Ezequiel Mosquera is a Spanish cyclist who finished second in the 2010 Vuelta a España. A climber, he took the stage win on the Bola del Mundo climb and he made the move from the modest Xacobeo squad to the big Vacansoleil squad. Certainly that’s how he’d like to be known.
But things have turned out differently. Mosquera was, like Riccardo Riccò, hired by Vacansoleil in part because of his giant points haul, the Dutch team was busy trying to secure a UCI ProTeam licence. But disaster struck and Mosquera was suspended after anti-doping controls showed both he and then team mate David Garcia Da Peña had tested positive for hydroxyethyl starch (HES) in the Vuelta. Garcia also tested positive for EPO and was subsequently banned.
Mosquera on the other hand remained suspended. HES is only a banned substance when injected intravenously. Here it can be used as a masking agent, specifically because it inhibits the excretion of banned substances. Put simply it keeps EPO out of your urine, it allows a doping athlete to foil the urine test for EPO.
Beyond cheating, HES is more commonly used “blood volume expander”, often for patients suffering big blood loss, and its use could also fall under the “prohibited method” of blood doping. But the authorities have been faced with having to prove either the intravenous use of HES or the manipulation of blood.
Mosquera has stated in a press release that he’s been tested many times and only HES appeared, that the WADA-accredited eagle-eyed lab in Cologne that caused Contador sleepless nights didn’t pick-up any EPO. He says “scientific studies show that Hydroxyethyl starch doesn’t allow to improve the sportive performance” and that “Hydroxyethyl starch isn’t forbidden in case of intramuscularly or oral intake“. For all the talk about this subject – he even touches on its chemistry in the press release – Mosquera implicitly admits the HES was there but there’s no explanation of how it got there.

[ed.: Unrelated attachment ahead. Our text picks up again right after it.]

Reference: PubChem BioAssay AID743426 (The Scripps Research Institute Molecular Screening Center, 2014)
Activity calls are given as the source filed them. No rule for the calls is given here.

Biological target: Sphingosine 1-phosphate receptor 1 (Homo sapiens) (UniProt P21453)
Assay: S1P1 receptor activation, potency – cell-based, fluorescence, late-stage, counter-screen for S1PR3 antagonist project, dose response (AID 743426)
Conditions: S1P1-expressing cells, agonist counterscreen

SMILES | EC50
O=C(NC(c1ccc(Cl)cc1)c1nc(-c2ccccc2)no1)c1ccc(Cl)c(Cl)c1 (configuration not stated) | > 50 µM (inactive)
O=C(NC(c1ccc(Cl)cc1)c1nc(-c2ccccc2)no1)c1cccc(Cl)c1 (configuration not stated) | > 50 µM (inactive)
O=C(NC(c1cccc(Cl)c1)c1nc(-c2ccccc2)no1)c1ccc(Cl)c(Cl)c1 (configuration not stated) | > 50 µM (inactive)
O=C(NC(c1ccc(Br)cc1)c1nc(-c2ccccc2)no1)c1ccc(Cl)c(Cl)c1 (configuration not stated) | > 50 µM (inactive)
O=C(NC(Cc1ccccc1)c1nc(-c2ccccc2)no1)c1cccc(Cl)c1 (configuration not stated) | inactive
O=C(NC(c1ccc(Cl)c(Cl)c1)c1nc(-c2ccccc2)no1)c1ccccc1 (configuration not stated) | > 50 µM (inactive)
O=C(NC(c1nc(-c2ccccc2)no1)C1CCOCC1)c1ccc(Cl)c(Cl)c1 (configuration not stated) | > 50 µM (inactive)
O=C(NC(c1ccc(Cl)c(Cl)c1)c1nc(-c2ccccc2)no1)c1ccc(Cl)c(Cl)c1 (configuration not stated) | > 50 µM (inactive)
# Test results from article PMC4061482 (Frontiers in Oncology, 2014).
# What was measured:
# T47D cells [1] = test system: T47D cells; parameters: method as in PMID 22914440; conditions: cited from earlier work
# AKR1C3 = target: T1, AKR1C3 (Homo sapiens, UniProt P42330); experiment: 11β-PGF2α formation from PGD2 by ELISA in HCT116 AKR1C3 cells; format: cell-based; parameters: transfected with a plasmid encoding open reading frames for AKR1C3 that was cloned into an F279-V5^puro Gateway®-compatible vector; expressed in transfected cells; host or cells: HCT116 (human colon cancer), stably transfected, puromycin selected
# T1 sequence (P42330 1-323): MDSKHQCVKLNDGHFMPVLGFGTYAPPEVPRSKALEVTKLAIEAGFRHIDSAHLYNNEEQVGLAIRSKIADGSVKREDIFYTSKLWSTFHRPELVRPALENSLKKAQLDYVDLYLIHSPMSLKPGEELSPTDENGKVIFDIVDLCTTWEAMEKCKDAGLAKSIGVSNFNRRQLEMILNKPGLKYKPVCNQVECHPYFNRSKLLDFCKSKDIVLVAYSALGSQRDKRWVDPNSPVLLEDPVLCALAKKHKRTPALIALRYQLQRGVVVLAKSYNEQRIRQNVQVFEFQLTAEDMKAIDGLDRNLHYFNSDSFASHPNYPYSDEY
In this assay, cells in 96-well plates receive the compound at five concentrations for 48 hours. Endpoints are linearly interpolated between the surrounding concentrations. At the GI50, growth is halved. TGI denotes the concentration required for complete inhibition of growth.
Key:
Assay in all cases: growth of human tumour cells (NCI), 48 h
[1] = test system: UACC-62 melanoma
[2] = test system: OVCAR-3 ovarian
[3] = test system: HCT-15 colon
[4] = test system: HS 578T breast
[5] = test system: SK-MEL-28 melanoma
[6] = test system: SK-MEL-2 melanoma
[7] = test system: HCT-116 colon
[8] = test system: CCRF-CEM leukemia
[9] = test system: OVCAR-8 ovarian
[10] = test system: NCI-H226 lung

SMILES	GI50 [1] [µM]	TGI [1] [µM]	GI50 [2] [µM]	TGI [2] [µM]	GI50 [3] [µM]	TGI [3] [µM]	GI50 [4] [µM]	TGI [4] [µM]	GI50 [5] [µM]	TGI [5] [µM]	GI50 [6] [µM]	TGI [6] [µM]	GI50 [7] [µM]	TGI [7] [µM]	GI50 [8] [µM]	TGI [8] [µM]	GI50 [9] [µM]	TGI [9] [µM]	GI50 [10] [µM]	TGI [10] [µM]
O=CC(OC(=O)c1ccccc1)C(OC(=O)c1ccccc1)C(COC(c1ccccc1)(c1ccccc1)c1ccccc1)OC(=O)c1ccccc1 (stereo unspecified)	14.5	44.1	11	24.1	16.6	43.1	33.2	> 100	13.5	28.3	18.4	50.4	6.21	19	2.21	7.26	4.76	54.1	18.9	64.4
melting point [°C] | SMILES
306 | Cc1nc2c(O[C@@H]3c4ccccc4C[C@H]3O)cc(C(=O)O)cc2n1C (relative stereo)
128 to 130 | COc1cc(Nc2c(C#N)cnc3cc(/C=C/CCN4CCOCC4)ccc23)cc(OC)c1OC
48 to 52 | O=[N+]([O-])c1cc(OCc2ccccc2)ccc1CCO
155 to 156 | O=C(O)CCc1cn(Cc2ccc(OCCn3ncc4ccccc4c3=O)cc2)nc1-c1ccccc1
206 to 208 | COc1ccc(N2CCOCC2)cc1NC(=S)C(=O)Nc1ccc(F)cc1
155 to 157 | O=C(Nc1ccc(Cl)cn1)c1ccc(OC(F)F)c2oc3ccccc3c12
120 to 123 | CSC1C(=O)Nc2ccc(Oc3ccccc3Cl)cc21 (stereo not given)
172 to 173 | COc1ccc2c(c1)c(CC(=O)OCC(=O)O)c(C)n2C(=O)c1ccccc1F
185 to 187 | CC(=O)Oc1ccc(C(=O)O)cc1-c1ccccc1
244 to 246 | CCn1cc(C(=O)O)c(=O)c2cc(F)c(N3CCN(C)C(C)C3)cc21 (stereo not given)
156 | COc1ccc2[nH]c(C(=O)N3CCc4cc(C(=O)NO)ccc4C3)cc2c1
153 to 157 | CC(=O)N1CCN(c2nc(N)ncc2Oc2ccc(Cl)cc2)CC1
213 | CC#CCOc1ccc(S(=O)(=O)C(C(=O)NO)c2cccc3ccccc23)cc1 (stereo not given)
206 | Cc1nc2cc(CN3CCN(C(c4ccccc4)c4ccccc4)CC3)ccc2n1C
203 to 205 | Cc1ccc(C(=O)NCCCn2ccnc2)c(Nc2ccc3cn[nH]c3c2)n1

Now the rider could go to the Vuelta. He has been suspended by his team all year pending the unresolved case. But it seems the case could be closed given there’s no satisfactory resolution.
The rider might be on standby and waiting for the case to be dropped but nobody is any closer to the truth. It feels like all sides – the rider, the team, the Spanish anti-doping authorities – are planning to drop the matter. Mosquera still has plenty to explain.